I date my interest in sustainable cities to my time as dean of the George Washington University School of Business (GWSB) and the exciting initiatives that came out of my work. Back in 2010, I was excited about the new GWSB position and challenge, but I also wondered what I would contribute to the world – beyond leading a school – on an intellectual level. At the time, I thought perhaps I could help bring what I know about local economic development in China to economic development and job creation in a city like Washington, D.C. This led to several conversations with Deputy Mayor for Planning and Economic Development Victor Hoskins, and later conversations with the Mayor Vincent Gray.
One day, Victor and I discussed his frustration in finding an organization that would help the City Government in developing a strategic economic plan. He had solicited RFPs from storied consulting organizations in the U.S., but the costs were too high for the DC Government. I listened. I also thought about my own passion for studying local economic development. And I thought about all of the students I had in my school who were passionate about developing their careers but also needed skills on economic development analysis and economic impact modeling. On the spot, I made a pitch to the Deputy Mayor. And, in 2011, we ended up taking on the project of developing the Five-Year Economic Strategy of the District of Columbia. We followed this up with a strategic plan for the development of the Creative Economy Strategy of the District of Columbia. When we presented the Economic Strategy it was bold. We projected $1 billion in new revenues and 100,000 in new jobs. With the implementation of this plan, we met and exceeded these bold predictions. But the key point is that we understood local economic development theory and the complex science of economic impact modeling.
Since that time, Victor and I have had ongoing conversations about the critical role of economic development and innovation in creating and cultivating sustainable cities and urban workforces. These conversations will continue but in this public forum as we discuss how best to support sustainable cities, these critical engines of economic development.
Our Future of Sustainable Capitalism network includes:
Doug has spent his career researching, writing, teaching and advising companies about two topics: organizational development, where he has focused on issues of leadership, organizational culture and corporate social responsibility; and the Chinese economic reforms, where he has focused on the intersection of economic and political forces that lead to successful economic development models. From 2014-19, Guthrie was a Senior Director at Apple, based in Shanghai China, where he led Apple University efforts on leadership and organizational development in China. Prior to joining Apple, from 2010-14, Guthrie was Dean of the George Washington School of Business, Vice President for University China Operations, and Professor of International Business.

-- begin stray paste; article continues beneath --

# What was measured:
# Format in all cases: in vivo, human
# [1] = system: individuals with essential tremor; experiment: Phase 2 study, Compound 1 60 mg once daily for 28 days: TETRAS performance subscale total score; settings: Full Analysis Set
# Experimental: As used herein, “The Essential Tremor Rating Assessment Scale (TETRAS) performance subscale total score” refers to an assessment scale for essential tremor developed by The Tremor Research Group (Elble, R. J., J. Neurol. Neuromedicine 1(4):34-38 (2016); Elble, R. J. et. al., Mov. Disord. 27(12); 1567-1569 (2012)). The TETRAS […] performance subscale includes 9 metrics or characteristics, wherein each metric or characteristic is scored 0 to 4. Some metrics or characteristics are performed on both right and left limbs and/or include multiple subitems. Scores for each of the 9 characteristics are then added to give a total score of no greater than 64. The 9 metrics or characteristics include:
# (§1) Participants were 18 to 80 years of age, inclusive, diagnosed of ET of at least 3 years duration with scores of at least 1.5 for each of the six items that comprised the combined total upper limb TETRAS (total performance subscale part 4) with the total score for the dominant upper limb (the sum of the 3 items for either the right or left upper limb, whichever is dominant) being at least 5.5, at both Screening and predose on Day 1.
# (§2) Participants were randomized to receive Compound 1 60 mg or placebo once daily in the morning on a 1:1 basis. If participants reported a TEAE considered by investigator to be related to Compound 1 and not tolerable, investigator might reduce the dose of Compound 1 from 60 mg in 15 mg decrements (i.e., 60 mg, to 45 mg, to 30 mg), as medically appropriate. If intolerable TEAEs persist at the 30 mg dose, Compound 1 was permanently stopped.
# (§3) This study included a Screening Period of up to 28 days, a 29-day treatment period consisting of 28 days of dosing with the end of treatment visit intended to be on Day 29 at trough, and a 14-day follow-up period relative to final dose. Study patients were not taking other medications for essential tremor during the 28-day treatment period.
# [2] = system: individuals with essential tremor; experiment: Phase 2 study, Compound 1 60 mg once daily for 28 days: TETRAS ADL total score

Prior to his time at GW, from 1997-2010, Guthrie held faculty positions at NYU’s Stern School of Business, where he was Professor of Management and Director of custom Executive Education, and NYU’s Faculty of Arts and Sciences, where he was Professor of Sociology and the Founding Director of the University’s Office of Global Education. He has held visiting Professorships at several business schools, including Kellogg, Harvard, INSEAD, Stanford, Columbia and Emory. He served as Director of the Business Institutions Initiative at the Social Science Research Council (1999-2003) and was Academic Director of the Berlin School of Creative Leadership (2008-11). His research has been recognized by numerous grants and awards.
Guthrie received an AB in East Asian Languages (Chinese literature) from the University of Chicago and MA & PhD degrees in organizational sociology from the University of California, Berkeley. Fluent in Mandarin Chinese, Guthrie studied in Taipei, Taiwan, during his undergraduate years and conducted PhD research in Shanghai, China. He has authored and edited numerous books, academic articles, popular articles, and reports on Chinese economic reform, leadership and corporate social responsibility, and economic development in American cities.
David Slocum, Ph.D., is Academic Director and Program Adviser at RARE by Google, where he provides thought leadership and academic support to diverse talent in the creative, design, media, and technology industries. His priorities are to enable and give voice to young and mid-career diverse creative talent through inspiration, skill development, and related learning; to establish and sustain networks of encouragement and material assistance; and, to educate industry, and notably senior leaders and other organizational decision-makers, about the business case for diversity, inclusion, and belonging. David is also a Visiting Professor and Member of the Academic Advisory Board at the Berlin School of Creative Leadership (Steinbeis University, Germany), where he previously served as Faculty Director. David has nearly twenty years of global experience designing and facilitating training programs, and is a certified executive coach, with a focus on leadership, learning and development, diversity and inclusion, and business creativity.